No. 13. Report of Colonel John McCausland, Thirty-sixth Virginia Infantry, commanding Fourth Brigade.
HDQRS. FOURTH BRIGADE, ARMY OF THE WESTERN VIRGINIA, Charleston, W. Va., September 18, 1862.
In obedience to instructions, I have the honor to submit the following report of the action of the troops under my command at the battle of Charleston, W. Va.:
While the troops were encamped at Dickerson's farm, I was directed by General Loring to take command of General Echols' brigade (he being sick), the Thirty-sixth and Twenty-second Regiments, Otey's and Lowry's batteries, and the cavalry under Major Salyer. I at once ordered Major Salyer to pursue the enemy, and I found him near Charleston when I arrived. We passed Camp Piatt, the Salines, Maulden, and other places, but found no enemy. Upon my arrival at a point near Charleston, I discovered the enemy's skirmishers posted behind fences and behind a barricade they had erected near the river. I at once deployed Lieutenant-Colonel Derrick's battalion as skirmishers, and advanced them so that the left would sweep through the town and the right rest upon the hills beyond. I supported the right with Colonel [J. J.] McMahon's regiment, the center with Colonel Rodgers' [Poage's] regiment, and the left with Colonel Patton's. The reserve consisted of the Thirty-sixth Regiment, Lowry's battery, a section of Otey's, and the cavalry. It was stationed in the road near the river. The whole line advanced, with occasional skirmishing, to the banks of the Elk River, and there found the enemy posted upon the opposite bank, with all communication with the opposite bank cut off. They had destroyed the bridge. I at once determined to concentrate the troops on the extreme right flank and attempt to cross at a ford about 2 miles above town. We moved in that direction under cover of our artillery, which was posted on a hill commanding the enemy's position and also other parts of the field. Upon the arrival at the ford, it was found impossible to cross with infantry and artillery. I ordered the cavalry to cross and move down the opposite shore, and the moved toward our extreme left, where we collected boats and were ready, when nightfall put an end to the conflict. Strong pickets and support for the batteries were left, and the troops back to the wagons to get rations, &c., and sleep.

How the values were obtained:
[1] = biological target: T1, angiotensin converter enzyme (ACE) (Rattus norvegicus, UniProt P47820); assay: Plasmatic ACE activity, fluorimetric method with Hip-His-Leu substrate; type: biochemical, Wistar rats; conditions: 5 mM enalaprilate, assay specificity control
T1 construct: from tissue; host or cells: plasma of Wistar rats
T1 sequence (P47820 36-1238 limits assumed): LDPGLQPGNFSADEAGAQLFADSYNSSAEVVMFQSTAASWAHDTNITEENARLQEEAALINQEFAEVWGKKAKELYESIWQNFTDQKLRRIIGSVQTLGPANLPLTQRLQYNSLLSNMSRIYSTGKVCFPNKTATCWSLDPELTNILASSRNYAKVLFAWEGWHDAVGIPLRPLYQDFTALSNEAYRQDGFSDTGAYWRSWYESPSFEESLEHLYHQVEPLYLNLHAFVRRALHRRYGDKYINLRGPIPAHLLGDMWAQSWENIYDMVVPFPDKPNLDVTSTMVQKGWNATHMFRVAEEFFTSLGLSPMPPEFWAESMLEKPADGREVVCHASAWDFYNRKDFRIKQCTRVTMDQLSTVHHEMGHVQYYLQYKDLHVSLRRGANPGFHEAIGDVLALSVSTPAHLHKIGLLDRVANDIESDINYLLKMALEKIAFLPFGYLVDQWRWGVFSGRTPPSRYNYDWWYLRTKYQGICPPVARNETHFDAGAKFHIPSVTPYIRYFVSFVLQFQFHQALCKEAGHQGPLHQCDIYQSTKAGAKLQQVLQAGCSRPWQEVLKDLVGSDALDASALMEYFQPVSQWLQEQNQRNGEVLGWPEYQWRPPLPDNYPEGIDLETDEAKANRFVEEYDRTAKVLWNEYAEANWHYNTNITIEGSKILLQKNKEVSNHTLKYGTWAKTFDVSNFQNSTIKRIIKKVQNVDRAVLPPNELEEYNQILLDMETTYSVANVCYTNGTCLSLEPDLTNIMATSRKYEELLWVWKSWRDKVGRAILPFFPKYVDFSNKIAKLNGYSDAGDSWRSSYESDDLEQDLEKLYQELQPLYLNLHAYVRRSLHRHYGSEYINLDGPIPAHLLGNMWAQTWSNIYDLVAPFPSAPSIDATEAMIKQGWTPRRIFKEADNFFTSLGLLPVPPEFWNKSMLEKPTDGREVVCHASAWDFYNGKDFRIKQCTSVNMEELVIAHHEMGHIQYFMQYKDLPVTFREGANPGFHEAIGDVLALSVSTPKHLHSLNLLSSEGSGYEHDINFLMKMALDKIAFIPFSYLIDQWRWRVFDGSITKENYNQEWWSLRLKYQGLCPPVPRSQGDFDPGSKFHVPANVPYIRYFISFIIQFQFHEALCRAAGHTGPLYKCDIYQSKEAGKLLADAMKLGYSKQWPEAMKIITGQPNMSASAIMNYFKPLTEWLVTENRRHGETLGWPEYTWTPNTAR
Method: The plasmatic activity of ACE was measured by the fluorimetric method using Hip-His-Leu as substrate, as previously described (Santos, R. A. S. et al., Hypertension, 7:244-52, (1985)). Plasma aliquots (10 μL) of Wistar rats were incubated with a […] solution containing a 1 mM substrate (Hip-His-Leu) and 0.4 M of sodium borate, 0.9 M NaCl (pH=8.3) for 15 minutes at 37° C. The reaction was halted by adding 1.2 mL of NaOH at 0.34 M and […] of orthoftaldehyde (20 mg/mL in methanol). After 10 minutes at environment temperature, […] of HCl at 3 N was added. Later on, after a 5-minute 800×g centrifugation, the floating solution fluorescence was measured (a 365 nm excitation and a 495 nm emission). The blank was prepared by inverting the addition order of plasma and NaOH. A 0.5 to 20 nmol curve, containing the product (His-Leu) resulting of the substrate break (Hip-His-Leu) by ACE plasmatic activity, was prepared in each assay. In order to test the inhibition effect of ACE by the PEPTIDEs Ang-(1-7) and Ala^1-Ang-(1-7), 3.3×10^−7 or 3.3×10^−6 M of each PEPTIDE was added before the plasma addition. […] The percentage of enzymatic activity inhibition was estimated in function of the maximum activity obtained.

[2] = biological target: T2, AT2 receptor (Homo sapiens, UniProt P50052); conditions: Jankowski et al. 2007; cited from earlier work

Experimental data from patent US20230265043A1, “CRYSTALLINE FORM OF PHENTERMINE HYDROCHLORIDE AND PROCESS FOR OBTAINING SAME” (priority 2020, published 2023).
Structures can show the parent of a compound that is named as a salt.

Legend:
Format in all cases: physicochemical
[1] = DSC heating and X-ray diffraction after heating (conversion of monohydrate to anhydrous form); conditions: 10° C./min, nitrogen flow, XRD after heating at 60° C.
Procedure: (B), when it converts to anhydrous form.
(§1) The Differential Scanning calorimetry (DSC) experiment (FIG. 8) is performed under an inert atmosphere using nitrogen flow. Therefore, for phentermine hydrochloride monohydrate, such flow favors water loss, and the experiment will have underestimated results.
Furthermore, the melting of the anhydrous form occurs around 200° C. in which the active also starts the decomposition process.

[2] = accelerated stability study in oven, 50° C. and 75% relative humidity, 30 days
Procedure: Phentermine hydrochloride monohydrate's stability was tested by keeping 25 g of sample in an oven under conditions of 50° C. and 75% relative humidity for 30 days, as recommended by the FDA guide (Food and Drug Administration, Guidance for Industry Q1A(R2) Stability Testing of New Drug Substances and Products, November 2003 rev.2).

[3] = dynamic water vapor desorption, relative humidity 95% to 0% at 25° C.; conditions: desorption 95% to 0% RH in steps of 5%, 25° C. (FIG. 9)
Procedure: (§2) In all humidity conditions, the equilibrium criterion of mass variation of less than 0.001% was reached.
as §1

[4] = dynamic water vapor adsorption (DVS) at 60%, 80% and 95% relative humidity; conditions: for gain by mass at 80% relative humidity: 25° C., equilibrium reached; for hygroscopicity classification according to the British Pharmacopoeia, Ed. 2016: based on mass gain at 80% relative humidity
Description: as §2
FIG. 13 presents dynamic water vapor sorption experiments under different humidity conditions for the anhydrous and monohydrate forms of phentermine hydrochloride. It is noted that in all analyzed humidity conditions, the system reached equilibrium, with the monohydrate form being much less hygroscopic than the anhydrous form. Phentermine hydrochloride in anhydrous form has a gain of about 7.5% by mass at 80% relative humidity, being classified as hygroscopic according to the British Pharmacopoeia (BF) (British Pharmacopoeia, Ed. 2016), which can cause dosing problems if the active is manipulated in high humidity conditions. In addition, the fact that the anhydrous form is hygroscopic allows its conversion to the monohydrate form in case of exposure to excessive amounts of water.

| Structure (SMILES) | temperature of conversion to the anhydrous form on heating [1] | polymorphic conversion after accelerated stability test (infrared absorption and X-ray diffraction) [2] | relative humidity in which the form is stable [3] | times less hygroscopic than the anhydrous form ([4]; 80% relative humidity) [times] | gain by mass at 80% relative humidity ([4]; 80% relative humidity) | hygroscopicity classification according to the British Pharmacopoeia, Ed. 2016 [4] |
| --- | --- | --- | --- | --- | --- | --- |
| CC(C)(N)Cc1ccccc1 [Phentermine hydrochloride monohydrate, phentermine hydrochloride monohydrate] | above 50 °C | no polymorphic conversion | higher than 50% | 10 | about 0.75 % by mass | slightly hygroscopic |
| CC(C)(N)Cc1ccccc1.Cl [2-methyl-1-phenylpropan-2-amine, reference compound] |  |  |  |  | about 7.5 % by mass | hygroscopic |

The next day we crossed and came to their camp. General Echols was kind enough to send me his staff. Captain Catlett rendered me great aid. Captain Poor, St. Clair, and Roche assisted me and were prompt in communicating my orders. The officers and men acted well.
I am, sir, your obedient servant,
Colonel H. FITZHUGH,